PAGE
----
Too many apricots on the tree mean that some will be hidden by leaves and other fruit. These neglected fruit may never ripen and may never be picked because they can’t be easily seen. Our churches are filled with neglected saints who remain hidden in the back pews, whose fruit never ripens and who never get picked to serve in any ministry. It is no great mystery why these individuals eventually fall away from the tree and are consumed by pests or simply rot away. I am the good shepherd; I know my sheep and my sheep know me… - Jn. 10:14.
Too many apricots on the tree mean that some fruit will become more susceptible to various unwelcome pests like birds, insects, or even deer. The sheer numbers of fruit involved will mean no one will miss a few dozen here or there. But in the church, Christ makes it clear that every soul is precious and it is the duty of the shepherd to guard the flock from predators and go after those who are lost. Suppose one of you has a hundred sheep and loses one of them. Does he not leave the ninety-nine in the open country and go after the lost sheep until he finds it? – Lk. 15:4.
Too many apricots on the tree mean that some branches may become so overburdened that they will break off from the main tree and their fruit will be lost. For years we have witnessed this phenomenon taking place in our churches bemoaning the pain of broken fellowship that occurs and the souls who are lost to the world. Our only answers seem to involve dreaming up more programs to prop up our sagging, overloaded ministry. But when such a split becomes evident more programs will be unlikely to solve the problem and may actually do more harm by requiring additional man-hours for those who are already overworked. The real solution involves pruning the branches at the proper time, before they become weighted down by too much fruit.
What do I mean by pruning? Am I suggesting we actually cut off members of our congregations when our gatherings reach a certain size? No, of course not! But I am suggesting we instill in our churches the value of growing smaller, not larger; of forming a plurality of less weighty gatherings rather than insisting that everyone attend one mass assembly in one location; of teaching that every believer in Christ is gifted and called to ministry; of showing by example that leadership in the body of Christ is servant oriented—bottom-up, not top-down; of affirming that every attendee, no matter their worldly or spiritual status, is vitally important to Christ and His body and should be given every opportunity to grow and encouraged to bear fruit. No Christian believer should be allowed to go to their grave with their fruit still green. We proclaim him, admonishing and teaching everyone with all wisdom, so that we may present everyone perfect in Christ. – Col. 1:28. You did not choose me, but I chose you and appointed you to go and bear fruit—fruit that will last. – Jn. 15:16.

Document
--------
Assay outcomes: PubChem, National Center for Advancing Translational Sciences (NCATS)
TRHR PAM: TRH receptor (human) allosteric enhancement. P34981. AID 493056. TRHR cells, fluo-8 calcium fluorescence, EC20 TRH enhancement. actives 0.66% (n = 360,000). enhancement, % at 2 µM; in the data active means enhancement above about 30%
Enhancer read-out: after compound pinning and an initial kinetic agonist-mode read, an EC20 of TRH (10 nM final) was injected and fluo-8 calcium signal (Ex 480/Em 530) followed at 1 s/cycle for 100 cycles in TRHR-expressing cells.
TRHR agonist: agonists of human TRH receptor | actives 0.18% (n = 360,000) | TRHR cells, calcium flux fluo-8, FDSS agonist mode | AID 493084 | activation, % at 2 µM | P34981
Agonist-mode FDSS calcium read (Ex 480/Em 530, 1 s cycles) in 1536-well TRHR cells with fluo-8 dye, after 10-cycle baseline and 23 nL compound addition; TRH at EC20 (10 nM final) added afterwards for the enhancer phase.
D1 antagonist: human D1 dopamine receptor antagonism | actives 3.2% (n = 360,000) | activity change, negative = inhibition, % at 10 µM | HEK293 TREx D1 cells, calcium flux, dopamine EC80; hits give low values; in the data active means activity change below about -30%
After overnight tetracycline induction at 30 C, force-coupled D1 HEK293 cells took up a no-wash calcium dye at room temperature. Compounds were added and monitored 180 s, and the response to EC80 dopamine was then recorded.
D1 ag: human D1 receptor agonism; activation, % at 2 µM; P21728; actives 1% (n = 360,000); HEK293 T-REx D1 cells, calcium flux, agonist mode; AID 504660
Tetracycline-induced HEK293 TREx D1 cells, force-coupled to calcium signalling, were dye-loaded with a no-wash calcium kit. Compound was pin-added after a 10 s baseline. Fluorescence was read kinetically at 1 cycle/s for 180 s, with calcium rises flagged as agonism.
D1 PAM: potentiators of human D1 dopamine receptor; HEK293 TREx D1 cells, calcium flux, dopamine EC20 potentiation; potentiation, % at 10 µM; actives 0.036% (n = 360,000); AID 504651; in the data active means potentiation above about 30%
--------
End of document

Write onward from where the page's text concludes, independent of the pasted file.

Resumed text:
I am advocating that we equip our members to minister and then send them out to do exactly that, giving birth to new ministries, planting new churches, and bearing fruit wherever God leads them. Insisting that they remain firmly connected to our particular “tree” is endangering all the other fruit and only serving to inflate our own egos. Jesus was not much of a gatherer. He was, however, a great sender, a great commissioner. He often tried to avoid the crowds opting instead to spend time with a select few of His disciples. He sent out the twelve. Later He sent out the seventy-two. Then He sent us all out. Therefore go and make disciples of all nations… - Mt. 28:19.